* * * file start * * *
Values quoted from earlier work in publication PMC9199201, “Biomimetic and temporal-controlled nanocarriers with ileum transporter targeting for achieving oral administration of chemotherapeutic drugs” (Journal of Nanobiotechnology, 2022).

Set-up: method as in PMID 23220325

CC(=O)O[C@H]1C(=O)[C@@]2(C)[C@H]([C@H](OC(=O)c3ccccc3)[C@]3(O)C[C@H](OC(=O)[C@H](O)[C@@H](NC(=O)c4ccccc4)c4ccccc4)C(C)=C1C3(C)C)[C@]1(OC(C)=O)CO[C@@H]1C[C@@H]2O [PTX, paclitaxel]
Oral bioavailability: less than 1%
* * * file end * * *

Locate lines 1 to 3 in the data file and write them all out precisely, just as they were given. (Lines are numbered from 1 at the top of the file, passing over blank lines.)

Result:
Values quoted from earlier work in publication PMC9199201, “Biomimetic and temporal-controlled nanocarriers with ileum transporter targeting for achieving oral administration of chemotherapeutic drugs” (Journal of Nanobiotechnology, 2022).

Set-up: method as in PMID 23220325

CC(=O)O[C@H]1C(=O)[C@@]2(C)[C@H]([C@H](OC(=O)c3ccccc3)[C@]3(O)C[C@H](OC(=O)[C@H](O)[C@@H](NC(=O)c4ccccc4)c4ccccc4)C(C)=C1C3(C)C)[C@]1(OC(C)=O)CO[C@@H]1C[C@@H]2O [PTX, paclitaxel]